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Chest. 2009 Sep;136(3):897-903. doi: 10.1378/chest.09-0030.

Disclosing harmful medical errors to patients: tackling three tough cases.

Author information

1
Departments of Medicine, Bioethics, and Humanities, University of Washington, Seattle, WA. Electronic address: thomasg@u.washington.edu.
2
Department of Medicine, Beth Israel-Deaconess Medical Center, Harvard Medical School, Boston, MA.
3
Institute for Patient Safety Excellence, University of Illinois Medical Center at Chicago, Chicago, IL.
4
Harvard School of Public Health, Boston, MA.
5
Departments of Anesthesiology and Pediatrics, University of Illinois Medical Center at Chicago, Chicago, IL.

Abstract

A gap exists between recommendations to disclose errors to patients and current practice. This gap may reflect important, yet unanswered questions about implementing disclosure principles. We explore some of these unanswered questions by presenting three real cases that pose challenging disclosure dilemmas. The first case involves a pancreas transplant that failed due to the pancreas graft being discarded, an error that was not disclosed partly because the family did not ask clarifying questions. Relying on patient or family questions to determine the content of disclosure is problematic. We propose a standard of materiality that can help clinicians to decide what information to disclose. The second case involves a fatal diagnostic error that the patient's widower was unaware had happened. The error was not disclosed out of concern that disclosure would cause the widower more harm than good. This case highlights how institutions can overlook patients' and families' needs following errors and emphasizes that benevolent deception has little role in disclosure. Institutions should consider whether involving neutral third parties could make disclosures more patient centered. The third case presents an intraoperative cardiac arrest due to a large air embolism where uncertainty around the clinical event was high and complicated the disclosure. Uncertainty is common to many medical errors but should not deter open conversations with patients and families about what is and is not known about the event. Continued discussion within the medical profession about applying disclosure principles to real-world cases can help to better meet patients' and families' needs following medical errors.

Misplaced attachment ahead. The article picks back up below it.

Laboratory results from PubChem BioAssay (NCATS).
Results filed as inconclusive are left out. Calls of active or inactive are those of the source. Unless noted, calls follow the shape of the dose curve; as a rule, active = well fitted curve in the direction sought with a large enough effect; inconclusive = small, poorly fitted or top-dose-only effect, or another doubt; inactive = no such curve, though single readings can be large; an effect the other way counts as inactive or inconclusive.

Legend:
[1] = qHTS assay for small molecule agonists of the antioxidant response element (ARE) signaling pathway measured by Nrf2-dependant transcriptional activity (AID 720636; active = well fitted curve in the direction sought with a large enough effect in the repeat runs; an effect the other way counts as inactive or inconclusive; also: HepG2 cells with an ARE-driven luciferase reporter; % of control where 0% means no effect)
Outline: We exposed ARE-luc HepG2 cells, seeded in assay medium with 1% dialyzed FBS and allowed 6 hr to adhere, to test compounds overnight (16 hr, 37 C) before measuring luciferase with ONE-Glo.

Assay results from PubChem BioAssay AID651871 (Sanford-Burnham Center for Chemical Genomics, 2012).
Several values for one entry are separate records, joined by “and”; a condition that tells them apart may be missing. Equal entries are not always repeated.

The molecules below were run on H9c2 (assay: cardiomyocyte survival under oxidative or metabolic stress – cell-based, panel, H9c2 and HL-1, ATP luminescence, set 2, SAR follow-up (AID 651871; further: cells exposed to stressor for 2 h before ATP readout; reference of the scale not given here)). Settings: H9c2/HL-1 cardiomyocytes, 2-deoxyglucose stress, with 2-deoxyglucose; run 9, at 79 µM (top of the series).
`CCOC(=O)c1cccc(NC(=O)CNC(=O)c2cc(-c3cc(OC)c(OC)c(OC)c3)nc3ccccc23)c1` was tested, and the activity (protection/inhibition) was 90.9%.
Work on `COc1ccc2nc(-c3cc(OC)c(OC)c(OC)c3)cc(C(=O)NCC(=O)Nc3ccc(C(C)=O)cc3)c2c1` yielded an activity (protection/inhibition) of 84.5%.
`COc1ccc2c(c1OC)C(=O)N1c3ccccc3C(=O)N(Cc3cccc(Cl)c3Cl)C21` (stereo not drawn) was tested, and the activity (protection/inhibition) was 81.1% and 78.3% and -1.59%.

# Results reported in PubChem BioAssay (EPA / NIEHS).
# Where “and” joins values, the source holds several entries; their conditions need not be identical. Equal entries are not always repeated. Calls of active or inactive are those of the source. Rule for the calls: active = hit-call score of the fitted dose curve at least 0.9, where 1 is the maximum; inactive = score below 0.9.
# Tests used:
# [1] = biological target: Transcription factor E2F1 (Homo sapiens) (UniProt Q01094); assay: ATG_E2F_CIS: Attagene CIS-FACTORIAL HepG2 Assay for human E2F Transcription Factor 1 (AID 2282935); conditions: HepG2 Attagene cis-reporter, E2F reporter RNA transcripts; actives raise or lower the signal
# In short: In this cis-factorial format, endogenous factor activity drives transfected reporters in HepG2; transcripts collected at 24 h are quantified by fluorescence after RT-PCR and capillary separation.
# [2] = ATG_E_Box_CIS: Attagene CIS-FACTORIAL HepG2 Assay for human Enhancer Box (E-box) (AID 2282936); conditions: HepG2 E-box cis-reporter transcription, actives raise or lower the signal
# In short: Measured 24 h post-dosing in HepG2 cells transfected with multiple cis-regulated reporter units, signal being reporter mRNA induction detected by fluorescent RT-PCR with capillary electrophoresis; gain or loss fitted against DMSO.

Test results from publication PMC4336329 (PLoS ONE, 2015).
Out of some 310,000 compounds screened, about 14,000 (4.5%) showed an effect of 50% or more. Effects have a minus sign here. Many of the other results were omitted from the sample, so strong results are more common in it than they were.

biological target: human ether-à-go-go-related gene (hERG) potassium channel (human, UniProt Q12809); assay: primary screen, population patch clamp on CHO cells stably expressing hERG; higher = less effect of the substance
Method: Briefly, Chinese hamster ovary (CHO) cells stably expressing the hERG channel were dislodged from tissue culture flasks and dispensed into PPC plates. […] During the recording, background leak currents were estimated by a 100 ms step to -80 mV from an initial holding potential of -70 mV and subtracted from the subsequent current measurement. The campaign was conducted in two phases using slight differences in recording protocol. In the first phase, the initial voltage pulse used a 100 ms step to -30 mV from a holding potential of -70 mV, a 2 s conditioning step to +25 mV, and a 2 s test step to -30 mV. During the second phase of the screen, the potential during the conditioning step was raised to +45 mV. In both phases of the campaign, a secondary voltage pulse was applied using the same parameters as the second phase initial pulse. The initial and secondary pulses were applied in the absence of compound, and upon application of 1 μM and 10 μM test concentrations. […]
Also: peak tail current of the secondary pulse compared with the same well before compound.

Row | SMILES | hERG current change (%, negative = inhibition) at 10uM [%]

PMID:
19736193
DOI:
10.1378/chest.09-0030
[Indexed for MEDLINE]
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